Any lawyer who tries cases will lose cases. When a client loses an employment case, the plaintiff is entitled to an award of attorney fees. But here is something less well known that is creating a circuit split: In deciding the amount of fees, may a trial court consider a settlement offer made to the plaintiff?
After all, when a court determines the fee amount, case law requires the judge to compare the amount sought to the amount awarded. So, considering the settlement offer makes sense to me, but on Oct. 12 the 1st U.S. Circuit Court of Appeals rejected this argument in Diaz v. Jiten Hotel Management Inc.
The 1st Circuit sketched out the numbers: The plaintiff brought an age discrimination claim, rejected an offer of $75,000 before trial and received a paltry $7,650 from the jury. The trial judge rejected the plaintiff's fee request of $139,622, lowered it (for a variety of factors) to $44,766 and then decreased it again to $25,000 because of the rejected offer. The court rejected the defendant's argument that holding otherwise would create "a perverse incentive for attorneys to encourage clients to reject reasonable settlement offers and proceed to trial to earn more in fees."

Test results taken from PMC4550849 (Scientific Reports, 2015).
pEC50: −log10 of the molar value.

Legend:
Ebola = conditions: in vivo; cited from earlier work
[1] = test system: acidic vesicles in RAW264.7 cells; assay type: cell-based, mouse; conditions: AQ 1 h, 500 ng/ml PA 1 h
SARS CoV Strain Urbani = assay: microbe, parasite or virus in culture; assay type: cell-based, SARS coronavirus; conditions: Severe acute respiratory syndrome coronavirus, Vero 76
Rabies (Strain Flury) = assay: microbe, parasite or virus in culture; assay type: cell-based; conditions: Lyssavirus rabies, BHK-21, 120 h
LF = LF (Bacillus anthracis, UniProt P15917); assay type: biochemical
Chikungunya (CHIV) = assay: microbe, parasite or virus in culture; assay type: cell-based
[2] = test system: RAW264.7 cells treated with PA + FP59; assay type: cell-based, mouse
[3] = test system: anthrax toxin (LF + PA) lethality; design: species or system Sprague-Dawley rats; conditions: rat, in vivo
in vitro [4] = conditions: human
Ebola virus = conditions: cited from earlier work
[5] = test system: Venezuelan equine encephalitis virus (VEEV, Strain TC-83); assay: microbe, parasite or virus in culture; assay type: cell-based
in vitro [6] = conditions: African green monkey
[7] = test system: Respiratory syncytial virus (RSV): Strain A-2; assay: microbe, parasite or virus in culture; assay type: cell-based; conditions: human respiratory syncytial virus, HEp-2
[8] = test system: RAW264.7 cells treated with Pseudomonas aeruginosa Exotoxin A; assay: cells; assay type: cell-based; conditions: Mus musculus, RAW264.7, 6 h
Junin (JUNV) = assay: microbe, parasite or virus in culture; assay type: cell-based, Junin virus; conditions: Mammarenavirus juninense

The 3rd U.S. Circuit Court of Appeals took a more enlightened view in a 2009 case, Lohman v. Duryea Borough, et al., affirming the trial court's decision to slash fees from a requested $112,883.73 to $30,000 where the plaintiff was offered and rejected $75,000 but ended up with a measly $12,205 from the jury. The appeals court ruled that the trial court, as one factor in determining the amount of the fee award, could consider the rejected offer and what was obtained. Here is the bonus room in this opinion: Federal Rule of Evidence 408 does not preclude a court's consideration of settlement amounts.
Yes, we all like to win. But dealing with attorney fees if our client is not victorious is part of a lawyer's job. Bake the 3rd Circuit case into your overall litigation strategy.